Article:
Dr. Anselmo is the main ophthalmologist at Nampula Central Hospital in Mozambique and Director of the Eye Health Department. He is responsible for the overall coordination of all eye care activities within the Nampula Province, covering a population of almost 4 million. He is also a trainer of trachoma graders and recorders and acts as supervisor during the trachoma mapping activities being held in Mozambique.
Lack of eye health personnel is a key challenge across all sub-Saharan Africa. Dr. Anselmo was instrumental in supporting joint advocacy activities of Sightsavers and the Ministry of Health to recruit more ophthalmologists in the province of his competence, managing to get two additional ophthalmologists, bringing the total to three (including himself). He also advocated to decentralize the training of ophthalmic clinical officers (OCOs) from Maputo, the capital city, to Nampula province. As a result, the Nampula province increased the number of OCOs from seven in 2008 to thirty-four currently.
In the early years of the Nampula Comprehensice Eye Care Service project, as the sole ophthalmologist, Dr. Anselmo was in charge of all surgeries in Nampula Central Hospital and also for those in eye camps at district level. Despite the fact that often he was only able to operate two days a week (as the operating room was shared with other departments), he was able to increase the surgeries from 150 in 2008 to 524 in 2009.
During the districts eye camps he would often operate at night, so to ensure maximum efficiency from the sole operating room and that no patient would be sent back without operating, as visits only lasted for about 13 days.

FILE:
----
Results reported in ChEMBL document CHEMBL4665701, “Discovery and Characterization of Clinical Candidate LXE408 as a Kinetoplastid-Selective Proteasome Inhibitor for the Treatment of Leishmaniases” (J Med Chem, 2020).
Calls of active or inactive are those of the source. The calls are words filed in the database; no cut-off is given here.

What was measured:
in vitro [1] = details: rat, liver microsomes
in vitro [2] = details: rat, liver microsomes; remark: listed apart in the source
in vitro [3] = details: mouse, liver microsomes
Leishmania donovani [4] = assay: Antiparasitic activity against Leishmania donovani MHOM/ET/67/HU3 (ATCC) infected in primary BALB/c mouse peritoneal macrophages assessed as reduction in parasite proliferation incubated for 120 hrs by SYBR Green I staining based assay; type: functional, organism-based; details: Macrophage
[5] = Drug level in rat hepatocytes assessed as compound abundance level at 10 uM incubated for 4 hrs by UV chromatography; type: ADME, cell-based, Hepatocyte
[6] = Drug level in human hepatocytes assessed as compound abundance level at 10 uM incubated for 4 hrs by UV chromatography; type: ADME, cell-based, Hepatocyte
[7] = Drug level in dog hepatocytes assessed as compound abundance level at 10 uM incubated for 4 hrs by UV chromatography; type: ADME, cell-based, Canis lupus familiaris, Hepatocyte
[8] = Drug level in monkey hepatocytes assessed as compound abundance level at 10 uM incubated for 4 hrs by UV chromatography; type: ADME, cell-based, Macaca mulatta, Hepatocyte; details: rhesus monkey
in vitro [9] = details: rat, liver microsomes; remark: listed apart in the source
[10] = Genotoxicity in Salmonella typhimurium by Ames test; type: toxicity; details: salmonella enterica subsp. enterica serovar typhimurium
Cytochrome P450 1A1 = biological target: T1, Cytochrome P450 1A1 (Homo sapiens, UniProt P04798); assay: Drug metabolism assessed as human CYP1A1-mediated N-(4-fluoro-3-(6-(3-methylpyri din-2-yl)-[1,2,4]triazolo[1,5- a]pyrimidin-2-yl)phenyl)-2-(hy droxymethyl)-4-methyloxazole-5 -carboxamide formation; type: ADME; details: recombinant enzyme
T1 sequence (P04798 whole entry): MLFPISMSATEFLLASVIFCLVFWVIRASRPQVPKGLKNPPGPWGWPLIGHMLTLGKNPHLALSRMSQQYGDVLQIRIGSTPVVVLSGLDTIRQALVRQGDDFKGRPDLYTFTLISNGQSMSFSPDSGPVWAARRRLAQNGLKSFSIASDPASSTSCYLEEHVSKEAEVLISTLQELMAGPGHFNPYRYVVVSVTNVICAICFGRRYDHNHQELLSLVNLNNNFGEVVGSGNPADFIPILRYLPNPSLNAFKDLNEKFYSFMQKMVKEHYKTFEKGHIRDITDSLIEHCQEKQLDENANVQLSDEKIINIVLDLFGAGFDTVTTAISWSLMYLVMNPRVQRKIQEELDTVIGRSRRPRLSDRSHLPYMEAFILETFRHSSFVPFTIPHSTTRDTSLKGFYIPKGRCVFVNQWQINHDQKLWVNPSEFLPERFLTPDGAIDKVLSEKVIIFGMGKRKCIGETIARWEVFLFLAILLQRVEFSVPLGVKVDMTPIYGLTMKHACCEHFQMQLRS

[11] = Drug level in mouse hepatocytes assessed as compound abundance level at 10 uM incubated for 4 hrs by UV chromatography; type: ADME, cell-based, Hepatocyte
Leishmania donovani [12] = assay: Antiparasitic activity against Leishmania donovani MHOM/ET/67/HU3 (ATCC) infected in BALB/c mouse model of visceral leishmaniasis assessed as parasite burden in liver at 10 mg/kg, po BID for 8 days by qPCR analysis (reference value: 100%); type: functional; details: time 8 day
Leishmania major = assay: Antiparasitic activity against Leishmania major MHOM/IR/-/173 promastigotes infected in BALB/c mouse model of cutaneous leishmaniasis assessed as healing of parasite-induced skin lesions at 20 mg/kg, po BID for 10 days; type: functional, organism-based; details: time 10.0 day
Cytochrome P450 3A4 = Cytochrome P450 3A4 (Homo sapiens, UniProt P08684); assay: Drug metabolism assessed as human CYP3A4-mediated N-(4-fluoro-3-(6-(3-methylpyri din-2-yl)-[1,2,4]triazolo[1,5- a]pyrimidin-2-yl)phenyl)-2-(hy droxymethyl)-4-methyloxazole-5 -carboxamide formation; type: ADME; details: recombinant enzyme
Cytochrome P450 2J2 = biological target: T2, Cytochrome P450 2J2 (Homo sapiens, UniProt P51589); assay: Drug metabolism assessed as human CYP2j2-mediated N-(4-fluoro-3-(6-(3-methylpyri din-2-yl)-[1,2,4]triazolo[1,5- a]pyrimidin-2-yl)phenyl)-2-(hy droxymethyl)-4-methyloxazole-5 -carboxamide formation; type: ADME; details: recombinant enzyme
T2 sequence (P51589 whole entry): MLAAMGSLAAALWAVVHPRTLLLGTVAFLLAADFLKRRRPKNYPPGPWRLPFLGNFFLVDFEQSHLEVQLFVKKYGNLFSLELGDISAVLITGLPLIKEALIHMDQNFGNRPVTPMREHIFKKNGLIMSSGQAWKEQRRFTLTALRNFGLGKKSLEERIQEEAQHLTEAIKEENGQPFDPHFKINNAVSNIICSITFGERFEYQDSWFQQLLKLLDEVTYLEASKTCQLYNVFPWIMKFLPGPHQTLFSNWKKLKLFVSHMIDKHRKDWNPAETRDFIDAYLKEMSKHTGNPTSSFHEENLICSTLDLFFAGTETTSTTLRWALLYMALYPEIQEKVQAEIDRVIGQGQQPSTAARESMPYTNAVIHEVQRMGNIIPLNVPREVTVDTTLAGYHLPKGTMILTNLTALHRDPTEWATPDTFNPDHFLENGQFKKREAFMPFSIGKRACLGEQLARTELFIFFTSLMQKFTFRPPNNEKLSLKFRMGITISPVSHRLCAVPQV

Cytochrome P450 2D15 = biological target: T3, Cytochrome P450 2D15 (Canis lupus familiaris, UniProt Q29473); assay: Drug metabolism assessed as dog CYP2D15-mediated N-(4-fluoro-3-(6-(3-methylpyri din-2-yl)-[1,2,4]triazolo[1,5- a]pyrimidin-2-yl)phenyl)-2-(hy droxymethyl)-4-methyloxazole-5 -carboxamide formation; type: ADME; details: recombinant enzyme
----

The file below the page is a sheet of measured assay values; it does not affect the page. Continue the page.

When faced with the risk of having to halt trachoma mapping activities due to financial restraints, through his leadership and motivational skills he was able to persuade the clinical staff to carry out the mapping activities till the end, despite the interruption in perdiem payments. He did so by focusing the team's attention on to the added value to their curriculum of being the first to carry out a trachoma mapping and to the help that the information they were collecting would bring to their communities.
After prevalence studies highlighted that one of the main challenges to access to eye care services in the province was lack of transportation or money for transport, he advocated for patients who could not afford to travel to be picked up in their communities. Following that, access to surgeries increased exponentially and currently 60% of patients undergoing surgery are being transported from their community to hospital and back.
More than just an ophthalmologist, Dr. Anselmo has shown himself to be a leader and an inspiration to for his team and the communities he serves.